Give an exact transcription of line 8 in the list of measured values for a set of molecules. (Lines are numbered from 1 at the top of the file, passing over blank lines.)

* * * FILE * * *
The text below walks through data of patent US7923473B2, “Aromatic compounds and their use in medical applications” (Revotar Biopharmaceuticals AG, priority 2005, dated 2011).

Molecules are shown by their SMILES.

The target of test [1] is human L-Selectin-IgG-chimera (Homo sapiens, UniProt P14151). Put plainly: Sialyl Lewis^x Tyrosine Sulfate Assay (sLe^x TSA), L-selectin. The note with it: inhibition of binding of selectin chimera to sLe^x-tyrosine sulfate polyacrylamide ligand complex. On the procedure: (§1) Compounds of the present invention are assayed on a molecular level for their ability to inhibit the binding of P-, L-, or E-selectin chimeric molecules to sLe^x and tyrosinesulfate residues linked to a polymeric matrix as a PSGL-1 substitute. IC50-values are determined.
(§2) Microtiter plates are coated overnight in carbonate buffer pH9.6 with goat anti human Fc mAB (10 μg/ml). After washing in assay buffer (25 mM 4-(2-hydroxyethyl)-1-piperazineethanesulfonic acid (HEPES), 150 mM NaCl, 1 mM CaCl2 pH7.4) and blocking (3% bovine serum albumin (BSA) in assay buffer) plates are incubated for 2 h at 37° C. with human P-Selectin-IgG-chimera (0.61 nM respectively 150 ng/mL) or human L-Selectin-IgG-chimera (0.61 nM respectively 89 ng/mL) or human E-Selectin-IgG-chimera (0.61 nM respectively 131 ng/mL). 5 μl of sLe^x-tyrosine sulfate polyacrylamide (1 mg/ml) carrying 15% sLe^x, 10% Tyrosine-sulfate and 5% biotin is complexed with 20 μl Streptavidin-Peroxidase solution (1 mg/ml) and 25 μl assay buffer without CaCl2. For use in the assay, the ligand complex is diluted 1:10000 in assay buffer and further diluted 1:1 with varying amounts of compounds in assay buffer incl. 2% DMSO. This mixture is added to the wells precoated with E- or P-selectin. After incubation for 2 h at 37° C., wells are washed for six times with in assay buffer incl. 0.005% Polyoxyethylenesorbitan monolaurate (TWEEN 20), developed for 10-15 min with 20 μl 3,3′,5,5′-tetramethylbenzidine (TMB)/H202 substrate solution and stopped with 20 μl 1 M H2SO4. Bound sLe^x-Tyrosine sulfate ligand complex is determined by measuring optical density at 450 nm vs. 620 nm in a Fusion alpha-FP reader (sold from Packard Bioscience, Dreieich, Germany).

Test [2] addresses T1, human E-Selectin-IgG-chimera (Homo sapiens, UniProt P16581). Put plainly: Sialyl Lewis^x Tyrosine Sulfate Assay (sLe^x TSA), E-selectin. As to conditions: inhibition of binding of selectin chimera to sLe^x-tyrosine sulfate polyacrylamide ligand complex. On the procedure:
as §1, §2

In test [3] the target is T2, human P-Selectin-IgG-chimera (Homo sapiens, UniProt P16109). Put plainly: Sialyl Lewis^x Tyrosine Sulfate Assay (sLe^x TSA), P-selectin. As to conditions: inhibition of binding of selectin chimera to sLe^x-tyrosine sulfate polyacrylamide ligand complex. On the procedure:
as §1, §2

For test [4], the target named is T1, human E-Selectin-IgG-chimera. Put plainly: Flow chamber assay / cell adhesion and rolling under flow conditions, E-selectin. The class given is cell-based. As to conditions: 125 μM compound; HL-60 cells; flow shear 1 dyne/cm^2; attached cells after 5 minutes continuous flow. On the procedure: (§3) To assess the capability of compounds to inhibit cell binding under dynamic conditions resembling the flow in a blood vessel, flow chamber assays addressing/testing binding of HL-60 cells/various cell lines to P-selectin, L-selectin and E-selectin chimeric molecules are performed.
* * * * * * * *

as §1, §2